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      Sec. 52-448. Not to interfere with existing dams or millsites. No such dam shall be erected, or watercourse made or altered, to the injury of any mill lawfully existing on such watercourse, or on the stream upon which such dam is to be erected, or from or into which such watercourse flows, or to the injury of any millsite on the same on which a mill or milldam has been lawfully erected and used, unless the right to maintain a mill on such last-mentioned site has been lost or defeated by abandonment or otherwise.

      (1949 Rev., S. 8190.)

      This protects waterpower near a mill, held by the mill owner with the intention at some future time to use it for the mill; 35 C. 496; 36 C. 310; although purchased with the knowledge that the petitioner was negotiating for the right to flow it. Id., 319. An abandoned millsite may be flowed. 35 C. 159. Setting up small mills, simply to protect the privilege from condemnation, and of no practical use, will be of no avail. Id., 513. A mill is a "lawfully existing" one, notwithstanding the dam may be a little higher than it should be, whereby land of the petitioner is overflowed. 40 C. 43. Continuance of intent to build on millsite is a question of fact. 49 C. 350. The question of the existence of and injury to a millsite and dam is one of fact. 52 C. 462. Cited. 92 C. 221.

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      Sec. 52-449. Procedure upon report of committee. New inquiry by court. Any person interested in the report of the committee may object to its acceptance for any irregularity or improper conduct, but, if accepted, it shall be final and conclusive except upon the question of damages. The court may set aside the report for any cause which may appear to it reasonable and, if required, shall inquire for itself whether such dam if erected would be of public use or not, notwithstanding any finding of the committee. If the court is of the opinion that such dam if erected would not be of public use, the petition shall be dismissed.

      (1949 Rev., S. 8191.)

      Cited. 52 C. 458.

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      Sec. 52-450. Reassessment of damages by jury; addition by court. Either party may move for a reassessment of the damages by a jury of six, which shall be conducted in the manner prescribed for the reestimate of the damages and benefits for the layout or alteration of highways, and the court shall add fifty per cent to the amount assessed by the jury for the value of the land, as the measure of damages to be paid for flowing or taking the land described in the petition.

      (1949 Rev., S. 8192.)

      See Sec. 13a-64 and note re reestimate of damages and benefits by jury in cases concerning highway construction.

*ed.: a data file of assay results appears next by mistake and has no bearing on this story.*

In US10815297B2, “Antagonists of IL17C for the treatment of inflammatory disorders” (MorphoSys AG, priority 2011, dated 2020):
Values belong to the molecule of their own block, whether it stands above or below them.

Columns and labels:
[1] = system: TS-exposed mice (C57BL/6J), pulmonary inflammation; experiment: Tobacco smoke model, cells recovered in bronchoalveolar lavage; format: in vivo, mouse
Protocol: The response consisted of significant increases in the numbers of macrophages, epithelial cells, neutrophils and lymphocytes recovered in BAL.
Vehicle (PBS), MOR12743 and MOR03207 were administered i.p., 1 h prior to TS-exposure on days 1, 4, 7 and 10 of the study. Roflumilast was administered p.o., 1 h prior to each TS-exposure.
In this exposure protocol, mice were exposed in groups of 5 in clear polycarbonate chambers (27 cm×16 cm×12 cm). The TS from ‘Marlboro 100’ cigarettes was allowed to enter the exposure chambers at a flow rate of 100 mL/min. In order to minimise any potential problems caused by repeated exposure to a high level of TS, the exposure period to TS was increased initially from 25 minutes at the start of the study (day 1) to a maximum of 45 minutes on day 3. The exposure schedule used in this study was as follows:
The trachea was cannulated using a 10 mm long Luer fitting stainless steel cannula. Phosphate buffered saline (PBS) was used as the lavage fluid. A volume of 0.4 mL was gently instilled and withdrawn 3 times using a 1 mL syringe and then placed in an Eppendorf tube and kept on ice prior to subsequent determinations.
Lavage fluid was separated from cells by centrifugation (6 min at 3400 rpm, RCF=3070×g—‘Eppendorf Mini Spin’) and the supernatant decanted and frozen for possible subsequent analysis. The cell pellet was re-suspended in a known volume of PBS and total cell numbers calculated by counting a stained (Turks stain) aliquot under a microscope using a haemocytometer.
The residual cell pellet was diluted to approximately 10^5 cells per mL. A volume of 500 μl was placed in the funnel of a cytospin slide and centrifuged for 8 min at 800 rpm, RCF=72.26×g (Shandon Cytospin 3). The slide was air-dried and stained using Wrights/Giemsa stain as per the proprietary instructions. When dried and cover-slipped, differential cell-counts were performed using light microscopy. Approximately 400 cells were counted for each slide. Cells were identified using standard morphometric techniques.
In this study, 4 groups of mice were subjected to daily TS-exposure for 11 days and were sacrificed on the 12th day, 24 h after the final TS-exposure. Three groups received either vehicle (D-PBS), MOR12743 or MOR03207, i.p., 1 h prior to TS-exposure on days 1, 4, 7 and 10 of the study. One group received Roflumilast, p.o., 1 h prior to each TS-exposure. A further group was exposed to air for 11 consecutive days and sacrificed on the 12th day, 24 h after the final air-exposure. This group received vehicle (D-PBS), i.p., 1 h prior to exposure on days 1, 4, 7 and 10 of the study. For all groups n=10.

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      Sec. 52-451. Objections to action of jury. Upon the return of the doings of such jury, any person interested therein may object to the acceptance of the same, and for any irregularity or improper conduct the court may set it aside and order a rehearing; but, if the court accepts such return, it shall be final in the matter of damages.

      (1949 Rev., S. 8193.)

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      Sec. 52-452. Costs of reassessment; bond. If the petitioner moves for a jury, he shall pay the costs of the application and hearing whether the jury raises the damages assessed by the committee or not; and, if the jury does not lessen such damages, he shall pay costs to the respondent, but, if the jury lessens the damages, he shall pay no costs to the respondent. If the jury raises the damages, the whole costs shall be taxed against the petitioner, and the court may require bonds for costs to the adverse party from the petitioner at any stage of the proceedings, and from the respondent to the petitioner, if the respondent moves for a jury.

      (1949 Rev., S. 8194.)

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      Sec. 52-453. Effect of assessment; payment of damages and costs. An assessment of damages so made shall be final and conclusive on the parties, their heirs and assigns, and give the petitioner, his heirs and assigns, forever, the right to keep up such dam as established; but the damages assessed, together with the costs, shall be paid to the respondent, or deposited for his use with the State Treasurer, before the water is flowed upon such lands and within sixty days after the proceedings on such petition have been ended. If such damages and costs are not so paid or deposited, the whole proceedings shall be of no effect.

      (1949 Rev., S. 8195; 1961, P.A. 517, S. 110.)

      History: 1961 act substituted state treasurer for county treasurer as recipient of deposit, county government having been abolished.

      Premature flooding of land will not violate proceedings, when. 52 C. 463.

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      Sec. 52-454. Costs of petition. The fees and expenses of the petition shall be paid by the petitioner unless it is otherwise specially provided, and shall be the same as are taxed for like services in laying out highways by the Superior Court.

      (1949 Rev., S. 8196.)

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      Sec. 52-455. Second petition; expenses of first petition to be paid. If, in any case, the petitioner fails to pay or deposit the damages and costs that may be adjudged to the respondent, within said period of sixty days, and afterwards either the petitioner or any subsequent owner of the same water privilege for the improvement of which such petition was brought brings another petition against the same respondent for liberty to flow or take the same lands for the same purposes, the court to which such petition may be brought shall, on motion of the respondent, ascertain the reasonable costs and expenses incurred by him in defending against the former petition, and order them to be paid to him by the petitioner; and, if such payment is not made within the time limited in such order, the plaintiff shall be nonsuited.

      (1949 Rev., S. 8197.)

      Cited. 63 C. 569.